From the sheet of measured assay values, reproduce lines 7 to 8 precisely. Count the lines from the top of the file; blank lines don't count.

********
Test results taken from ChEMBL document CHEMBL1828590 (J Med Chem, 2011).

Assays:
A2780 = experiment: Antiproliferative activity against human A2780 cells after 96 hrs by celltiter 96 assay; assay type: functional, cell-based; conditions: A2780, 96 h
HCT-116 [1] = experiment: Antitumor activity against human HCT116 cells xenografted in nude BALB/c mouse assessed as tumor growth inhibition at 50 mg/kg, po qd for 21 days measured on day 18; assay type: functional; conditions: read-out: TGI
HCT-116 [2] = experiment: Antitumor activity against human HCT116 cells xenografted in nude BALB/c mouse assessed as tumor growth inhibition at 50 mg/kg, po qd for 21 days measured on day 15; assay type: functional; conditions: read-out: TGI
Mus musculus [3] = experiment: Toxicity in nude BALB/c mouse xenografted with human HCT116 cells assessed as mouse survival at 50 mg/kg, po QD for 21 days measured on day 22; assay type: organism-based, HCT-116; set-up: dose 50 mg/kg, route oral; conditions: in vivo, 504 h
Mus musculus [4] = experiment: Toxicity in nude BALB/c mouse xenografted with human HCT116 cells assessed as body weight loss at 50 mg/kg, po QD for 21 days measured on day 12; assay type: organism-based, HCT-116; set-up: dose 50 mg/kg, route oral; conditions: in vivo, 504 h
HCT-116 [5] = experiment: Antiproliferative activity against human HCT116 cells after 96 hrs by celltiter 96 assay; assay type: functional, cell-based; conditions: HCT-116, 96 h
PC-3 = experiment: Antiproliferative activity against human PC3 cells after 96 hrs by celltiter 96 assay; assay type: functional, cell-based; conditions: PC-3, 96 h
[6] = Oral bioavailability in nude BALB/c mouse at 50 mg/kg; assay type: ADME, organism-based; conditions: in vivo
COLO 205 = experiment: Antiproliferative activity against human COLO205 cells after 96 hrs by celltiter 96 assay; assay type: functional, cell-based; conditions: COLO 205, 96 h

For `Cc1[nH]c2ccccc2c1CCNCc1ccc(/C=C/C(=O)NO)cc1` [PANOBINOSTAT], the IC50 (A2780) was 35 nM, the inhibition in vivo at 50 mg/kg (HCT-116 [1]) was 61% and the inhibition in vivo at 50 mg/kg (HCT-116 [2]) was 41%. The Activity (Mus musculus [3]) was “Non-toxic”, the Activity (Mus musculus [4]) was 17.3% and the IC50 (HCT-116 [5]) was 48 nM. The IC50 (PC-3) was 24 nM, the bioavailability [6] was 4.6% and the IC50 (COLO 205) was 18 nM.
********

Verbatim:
Mus musculus [4] = experiment: Toxicity in nude BALB/c mouse xenografted with human HCT116 cells assessed as body weight loss at 50 mg/kg, po QD for 21 days measured on day 12; assay type: organism-based, HCT-116; set-up: dose 50 mg/kg, route oral; conditions: in vivo, 504 h
HCT-116 [5] = experiment: Antiproliferative activity against human HCT116 cells after 96 hrs by celltiter 96 assay; assay type: functional, cell-based; conditions: HCT-116, 96 h